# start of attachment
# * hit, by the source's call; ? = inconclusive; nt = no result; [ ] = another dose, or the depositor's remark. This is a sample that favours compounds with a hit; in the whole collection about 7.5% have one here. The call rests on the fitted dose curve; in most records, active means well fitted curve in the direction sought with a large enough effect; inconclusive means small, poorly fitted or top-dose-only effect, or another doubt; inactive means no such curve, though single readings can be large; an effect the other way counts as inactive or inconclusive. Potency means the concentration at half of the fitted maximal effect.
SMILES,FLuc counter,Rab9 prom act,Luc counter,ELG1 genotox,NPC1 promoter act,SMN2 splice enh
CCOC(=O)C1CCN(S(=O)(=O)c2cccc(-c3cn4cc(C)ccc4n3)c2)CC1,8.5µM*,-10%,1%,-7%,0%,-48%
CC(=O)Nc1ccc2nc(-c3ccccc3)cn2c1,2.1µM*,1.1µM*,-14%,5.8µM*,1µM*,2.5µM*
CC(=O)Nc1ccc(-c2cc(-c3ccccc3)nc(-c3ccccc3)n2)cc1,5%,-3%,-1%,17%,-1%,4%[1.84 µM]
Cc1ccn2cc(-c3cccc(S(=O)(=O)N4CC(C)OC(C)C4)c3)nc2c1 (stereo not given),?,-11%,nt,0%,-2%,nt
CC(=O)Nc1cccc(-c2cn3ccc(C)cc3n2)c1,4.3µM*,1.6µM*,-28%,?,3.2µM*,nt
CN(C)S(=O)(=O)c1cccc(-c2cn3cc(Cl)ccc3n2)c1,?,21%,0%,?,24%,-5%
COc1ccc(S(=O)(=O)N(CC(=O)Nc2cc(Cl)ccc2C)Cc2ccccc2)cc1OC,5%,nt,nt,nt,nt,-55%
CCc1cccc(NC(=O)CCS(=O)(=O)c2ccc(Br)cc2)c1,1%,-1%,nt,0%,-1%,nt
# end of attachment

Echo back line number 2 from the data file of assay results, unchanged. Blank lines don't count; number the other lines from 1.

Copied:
SMILES,FLuc counter,Rab9 prom act,Luc counter,ELG1 genotox,NPC1 promoter act,SMN2 splice enh